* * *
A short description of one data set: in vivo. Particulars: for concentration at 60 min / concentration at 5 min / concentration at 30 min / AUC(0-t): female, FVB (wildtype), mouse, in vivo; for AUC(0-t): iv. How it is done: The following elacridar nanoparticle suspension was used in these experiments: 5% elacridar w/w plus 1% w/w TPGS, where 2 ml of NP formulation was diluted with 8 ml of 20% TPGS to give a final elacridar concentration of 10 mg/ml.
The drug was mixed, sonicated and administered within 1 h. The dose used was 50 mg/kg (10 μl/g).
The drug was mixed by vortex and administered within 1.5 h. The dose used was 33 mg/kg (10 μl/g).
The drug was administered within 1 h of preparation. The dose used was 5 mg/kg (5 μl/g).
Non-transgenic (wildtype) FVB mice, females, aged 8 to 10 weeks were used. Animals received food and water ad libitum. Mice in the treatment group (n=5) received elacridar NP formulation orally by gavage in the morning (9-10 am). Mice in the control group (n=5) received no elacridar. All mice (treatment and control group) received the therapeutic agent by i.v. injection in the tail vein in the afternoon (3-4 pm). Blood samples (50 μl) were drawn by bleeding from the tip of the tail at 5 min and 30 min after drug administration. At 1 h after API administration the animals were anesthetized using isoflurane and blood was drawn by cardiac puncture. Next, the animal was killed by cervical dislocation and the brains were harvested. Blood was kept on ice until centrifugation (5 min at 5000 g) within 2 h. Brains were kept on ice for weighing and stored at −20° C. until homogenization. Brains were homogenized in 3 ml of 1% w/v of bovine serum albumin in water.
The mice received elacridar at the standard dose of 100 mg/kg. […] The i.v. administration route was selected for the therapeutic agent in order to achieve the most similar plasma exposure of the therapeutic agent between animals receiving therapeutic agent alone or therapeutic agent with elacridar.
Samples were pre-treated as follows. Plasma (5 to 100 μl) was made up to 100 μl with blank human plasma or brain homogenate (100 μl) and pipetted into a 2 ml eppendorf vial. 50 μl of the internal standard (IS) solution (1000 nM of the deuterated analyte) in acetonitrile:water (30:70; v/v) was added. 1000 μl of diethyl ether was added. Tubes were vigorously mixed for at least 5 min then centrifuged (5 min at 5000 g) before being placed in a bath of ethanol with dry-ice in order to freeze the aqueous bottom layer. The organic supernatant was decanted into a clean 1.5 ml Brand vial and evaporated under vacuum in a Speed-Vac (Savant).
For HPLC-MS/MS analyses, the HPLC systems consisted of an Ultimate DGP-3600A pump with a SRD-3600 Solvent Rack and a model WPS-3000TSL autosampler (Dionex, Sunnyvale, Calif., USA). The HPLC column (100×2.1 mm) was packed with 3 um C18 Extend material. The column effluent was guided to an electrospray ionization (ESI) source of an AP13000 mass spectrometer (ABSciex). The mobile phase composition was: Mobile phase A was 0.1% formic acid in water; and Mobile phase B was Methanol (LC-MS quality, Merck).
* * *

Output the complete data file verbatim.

A short description of one data set: in vivo. Particulars: for concentration at 60 min / concentration at 5 min / concentration at 30 min / AUC(0-t): female, FVB (wildtype), mouse, in vivo; for AUC(0-t): iv. How it is done: The following elacridar nanoparticle suspension was used in these experiments: 5% elacridar w/w plus 1% w/w TPGS, where 2 ml of NP formulation was diluted with 8 ml of 20% TPGS to give a final elacridar concentration of 10 mg/ml.
The drug was mixed, sonicated and administered within 1 h. The dose used was 50 mg/kg (10 μl/g).
The drug was mixed by vortex and administered within 1.5 h. The dose used was 33 mg/kg (10 μl/g).
The drug was administered within 1 h of preparation. The dose used was 5 mg/kg (5 μl/g).
Non-transgenic (wildtype) FVB mice, females, aged 8 to 10 weeks were used. Animals received food and water ad libitum. Mice in the treatment group (n=5) received elacridar NP formulation orally by gavage in the morning (9-10 am). Mice in the control group (n=5) received no elacridar. All mice (treatment and control group) received the therapeutic agent by i.v. injection in the tail vein in the afternoon (3-4 pm). Blood samples (50 μl) were drawn by bleeding from the tip of the tail at 5 min and 30 min after drug administration. At 1 h after API administration the animals were anesthetized using isoflurane and blood was drawn by cardiac puncture. Next, the animal was killed by cervical dislocation and the brains were harvested. Blood was kept on ice until centrifugation (5 min at 5000 g) within 2 h. Brains were kept on ice for weighing and stored at −20° C. until homogenization. Brains were homogenized in 3 ml of 1% w/v of bovine serum albumin in water.
The mice received elacridar at the standard dose of 100 mg/kg. […] The i.v. administration route was selected for the therapeutic agent in order to achieve the most similar plasma exposure of the therapeutic agent between animals receiving therapeutic agent alone or therapeutic agent with elacridar.
Samples were pre-treated as follows. Plasma (5 to 100 μl) was made up to 100 μl with blank human plasma or brain homogenate (100 μl) and pipetted into a 2 ml eppendorf vial. 50 μl of the internal standard (IS) solution (1000 nM of the deuterated analyte) in acetonitrile:water (30:70; v/v) was added. 1000 μl of diethyl ether was added. Tubes were vigorously mixed for at least 5 min then centrifuged (5 min at 5000 g) before being placed in a bath of ethanol with dry-ice in order to freeze the aqueous bottom layer. The organic supernatant was decanted into a clean 1.5 ml Brand vial and evaporated under vacuum in a Speed-Vac (Savant).
For HPLC-MS/MS analyses, the HPLC systems consisted of an Ultimate DGP-3600A pump with a SRD-3600 Solvent Rack and a model WPS-3000TSL autosampler (Dionex, Sunnyvale, Calif., USA). The HPLC column (100×2.1 mm) was packed with 3 um C18 Extend material. The column effluent was guided to an electrospray ionization (ESI) source of an AP13000 mass spectrometer (ABSciex). The mobile phase composition was: Mobile phase A was 0.1% formic acid in water; and Mobile phase B was Methanol (LC-MS quality, Merck).